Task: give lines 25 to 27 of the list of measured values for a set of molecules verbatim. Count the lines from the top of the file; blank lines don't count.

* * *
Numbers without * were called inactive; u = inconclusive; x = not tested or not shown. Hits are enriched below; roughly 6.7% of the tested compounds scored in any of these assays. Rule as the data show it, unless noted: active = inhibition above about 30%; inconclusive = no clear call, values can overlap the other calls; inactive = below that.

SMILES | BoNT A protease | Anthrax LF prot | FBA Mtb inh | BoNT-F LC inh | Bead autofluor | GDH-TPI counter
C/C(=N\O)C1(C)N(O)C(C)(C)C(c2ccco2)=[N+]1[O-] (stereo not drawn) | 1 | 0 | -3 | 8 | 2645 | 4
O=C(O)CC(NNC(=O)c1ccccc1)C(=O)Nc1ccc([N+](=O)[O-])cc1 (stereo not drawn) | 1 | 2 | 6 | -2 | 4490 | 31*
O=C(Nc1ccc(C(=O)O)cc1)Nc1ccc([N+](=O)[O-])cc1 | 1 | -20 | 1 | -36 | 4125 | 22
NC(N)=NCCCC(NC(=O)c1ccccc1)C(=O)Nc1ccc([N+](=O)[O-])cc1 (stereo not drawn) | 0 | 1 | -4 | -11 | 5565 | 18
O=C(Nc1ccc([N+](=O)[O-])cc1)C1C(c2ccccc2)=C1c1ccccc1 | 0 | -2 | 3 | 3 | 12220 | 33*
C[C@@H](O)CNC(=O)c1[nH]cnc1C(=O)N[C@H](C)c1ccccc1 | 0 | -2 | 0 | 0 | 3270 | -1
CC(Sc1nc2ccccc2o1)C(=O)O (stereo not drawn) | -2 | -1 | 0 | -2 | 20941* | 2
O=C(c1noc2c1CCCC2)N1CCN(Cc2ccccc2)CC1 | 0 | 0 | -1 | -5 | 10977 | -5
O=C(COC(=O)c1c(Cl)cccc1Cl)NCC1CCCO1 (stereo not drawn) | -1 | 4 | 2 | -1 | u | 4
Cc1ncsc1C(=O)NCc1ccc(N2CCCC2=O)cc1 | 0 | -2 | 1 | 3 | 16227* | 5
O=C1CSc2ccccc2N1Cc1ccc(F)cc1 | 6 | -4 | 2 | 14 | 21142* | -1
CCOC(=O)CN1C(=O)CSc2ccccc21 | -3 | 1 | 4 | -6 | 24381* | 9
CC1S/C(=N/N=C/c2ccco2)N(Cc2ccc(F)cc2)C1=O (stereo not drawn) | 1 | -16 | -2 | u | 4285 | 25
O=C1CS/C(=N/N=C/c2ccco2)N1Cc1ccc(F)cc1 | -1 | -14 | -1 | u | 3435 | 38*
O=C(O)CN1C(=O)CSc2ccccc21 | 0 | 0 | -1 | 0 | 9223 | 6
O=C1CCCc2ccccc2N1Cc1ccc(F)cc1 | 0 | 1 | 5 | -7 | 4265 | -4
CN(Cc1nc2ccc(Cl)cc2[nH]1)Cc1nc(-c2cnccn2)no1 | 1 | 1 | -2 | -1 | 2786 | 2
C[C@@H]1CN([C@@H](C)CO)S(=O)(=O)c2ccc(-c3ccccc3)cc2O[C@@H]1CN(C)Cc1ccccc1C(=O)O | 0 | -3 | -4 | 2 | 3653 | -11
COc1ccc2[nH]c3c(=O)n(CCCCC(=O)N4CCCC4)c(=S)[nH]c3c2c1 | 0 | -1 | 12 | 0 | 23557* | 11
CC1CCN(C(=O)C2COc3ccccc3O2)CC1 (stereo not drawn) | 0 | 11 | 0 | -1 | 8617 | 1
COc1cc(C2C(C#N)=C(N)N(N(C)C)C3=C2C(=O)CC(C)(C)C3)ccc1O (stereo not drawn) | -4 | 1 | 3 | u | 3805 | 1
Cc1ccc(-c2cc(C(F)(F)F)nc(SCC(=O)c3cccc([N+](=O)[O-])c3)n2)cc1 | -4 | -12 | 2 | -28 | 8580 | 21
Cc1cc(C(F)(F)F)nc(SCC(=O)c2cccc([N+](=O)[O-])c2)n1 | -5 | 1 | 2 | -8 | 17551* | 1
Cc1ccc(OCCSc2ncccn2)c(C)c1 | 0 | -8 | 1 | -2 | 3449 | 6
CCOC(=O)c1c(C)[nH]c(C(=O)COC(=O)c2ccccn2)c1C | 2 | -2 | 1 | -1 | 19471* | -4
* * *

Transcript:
Cc1cc(C(F)(F)F)nc(SCC(=O)c2cccc([N+](=O)[O-])c2)n1 | -5 | 1 | 2 | -8 | 17551* | 1
Cc1ccc(OCCSc2ncccn2)c(C)c1 | 0 | -8 | 1 | -2 | 3449 | 6
CCOC(=O)c1c(C)[nH]c(C(=O)COC(=O)c2ccccn2)c1C | 2 | -2 | 1 | -1 | 19471* | -4